SSLS Blog Post: Noelle Lambert

My name is Noelle Lambert, and I am a rising third-year student at Georgia Tech. My majors are public policy and economics with a concentration in environmental and energy policy, so when I learned about an opportunity at the Center for Serve-Learn-Sustain, my interest was immediately piqued. Sure, I had taken classes familiarizing me with the principles of sustainability and how environmental justice influences policy, and vice versa, but potentially being involved with the tangible implementation of sustainability through technology was another thing altogether. 

I wanted to focus my work on how technology impacts communities and why the technology even exists.

Sea level rise is an increasing threat every day as industries pollute more, individuals consume more, and decision makers continuously fail to take adequate action.  However, given my background and passion for analyzing the practical effects that policy decisions have on marginalized populations, I wanted to focus my work on how technology impacts communities and why the technology even exists.

It quickly became clear to me that the Smart Sea Level Sensors are a highly important aspect of disaster preparedness and resilience. Savannah, Georgia is at the intersection of several pressing challenges: the issue of sea level rise exacerbated by global warming, natural disasters like hurricanes and intruding pollution from neighboring industries, shortages of quality food and affordable housing… the list goes on. I knew I could play a small, but potentially valuable role in helping with Savannah’s challenges. My supervisor, Allen Hyde, helped me better understand the issues at hand and hone in on specific work to be done. 

Lush trees and tall grasses frame a sign reading "Welcome to Hudson Hill." The grass in front of the sign is dappled with the sunlit shadows of leaves above. In the distance, there is a paved road and, behind a metal fence, some low buildings obscured by a row of tall treestall trees.

The first piece of my work was understanding the social, economic, and environmental context of the area. I have worked closely with Allen, Nick Deffley, and Meaghan McSorley on the Community Engagement team to create and provide resources for the Harambee House, the first of which was a condensed version of the Community Profile Report of the Hudson Hill Community. The document serves as an in-depth resource for local actors like government agencies and nonprofits to analyze the potential impacts of policy decisions. My job was to examine this document to create a more accessible resource for community members, as well as decision makers to contextualize the area to create impactful policy. The most important facts and narrative based information were prioritized and organized into: social, environmental, housing, transportation, and health categories. 

My biggest takeaway from this task was truly understanding objectives beyond checking a box. Sure, it may have taken a few hours to skim through the entire report and pick the most seemingly notable statistics. But, if the audience is a member of the neighborhood picking up a flyer, a local member of the city council reading a policy memo citing research, or a student perusing the SSLS blogs, each word matters. Savannah lies at the center of several historical and deeply systemic problems, but it is also a beautiful community. It has experienced poverty, chemical runoff, and food deserts, but also is the home to a plethora of churches, community centers, home-owning families, and frequently used public transportation systems. Those statistics are just as important.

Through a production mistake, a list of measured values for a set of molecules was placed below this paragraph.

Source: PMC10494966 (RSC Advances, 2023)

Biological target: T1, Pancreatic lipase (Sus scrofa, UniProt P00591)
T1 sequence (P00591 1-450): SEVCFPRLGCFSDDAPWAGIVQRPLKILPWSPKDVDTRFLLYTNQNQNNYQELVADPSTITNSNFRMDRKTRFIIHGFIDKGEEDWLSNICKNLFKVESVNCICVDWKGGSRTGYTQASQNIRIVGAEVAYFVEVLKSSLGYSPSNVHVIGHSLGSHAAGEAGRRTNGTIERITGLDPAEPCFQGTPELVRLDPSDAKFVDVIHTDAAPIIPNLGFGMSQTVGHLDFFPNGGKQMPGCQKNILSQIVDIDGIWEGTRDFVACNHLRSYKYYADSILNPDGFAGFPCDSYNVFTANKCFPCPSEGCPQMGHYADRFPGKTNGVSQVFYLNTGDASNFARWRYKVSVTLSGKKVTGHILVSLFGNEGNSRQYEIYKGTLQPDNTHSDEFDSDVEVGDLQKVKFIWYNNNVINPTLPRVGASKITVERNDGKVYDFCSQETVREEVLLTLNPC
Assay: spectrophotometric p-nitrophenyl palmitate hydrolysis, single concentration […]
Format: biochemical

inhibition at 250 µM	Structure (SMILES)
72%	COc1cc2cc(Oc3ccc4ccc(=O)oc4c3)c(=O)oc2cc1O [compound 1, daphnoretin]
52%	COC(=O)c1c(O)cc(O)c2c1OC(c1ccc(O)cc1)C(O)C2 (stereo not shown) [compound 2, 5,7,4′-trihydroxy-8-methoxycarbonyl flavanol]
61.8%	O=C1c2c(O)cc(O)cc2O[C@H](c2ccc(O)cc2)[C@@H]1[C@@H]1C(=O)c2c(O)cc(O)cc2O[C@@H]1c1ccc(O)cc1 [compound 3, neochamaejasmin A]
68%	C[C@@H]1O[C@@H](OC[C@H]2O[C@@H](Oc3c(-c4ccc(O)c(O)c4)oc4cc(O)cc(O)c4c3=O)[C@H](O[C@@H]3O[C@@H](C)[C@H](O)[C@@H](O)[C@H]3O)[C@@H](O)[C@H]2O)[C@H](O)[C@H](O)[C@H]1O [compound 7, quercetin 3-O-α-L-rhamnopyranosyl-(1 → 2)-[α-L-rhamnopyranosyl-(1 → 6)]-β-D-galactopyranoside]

After the community profile, my team and I began to focus on the health assessment: identifying academic resources connecting the major pollutants emitted by industrial plants in the Hudson Hill area to negative health ailments. My research started out very broad: I simply tried to compile as many papers as I could that maximized the number of pollutants and the number of ailments. From there, I cut down my list prioritizing concise yet informative sources, organizing them by strength of link and length. My final deliverable was a literature bibliography explaining different concepts like each chosen pollutant and ailment and exposure range, and organization, a bulleted explanation and analysis of each source, and a final table of all of the data compiled. 

While my contribution to the health assessment did not include research on specifically the Savannah area, it is important to look at general sources connecting pollutants and their effects on a population. And, just like the community profile report, the health assessment can be used by many different actors for many different purposes. Sometimes, the condensed version of a lot of complicated information can be even more helpful than hundreds of pages of equally important research, but in complicated and inaccessible verbiage. 

Overall, my work with the Smart Sea Level Sensors Community Engagement team was enriching largely due to my team. My team helped me with any questions I had, and encouraged me to take a task and run with it. If I had a different idea about how to complete a project, or even ideas about their own projects, that kind of creativity was encouraged. And this is an idea that Georgia Tech proliferates in other research and general studies. 

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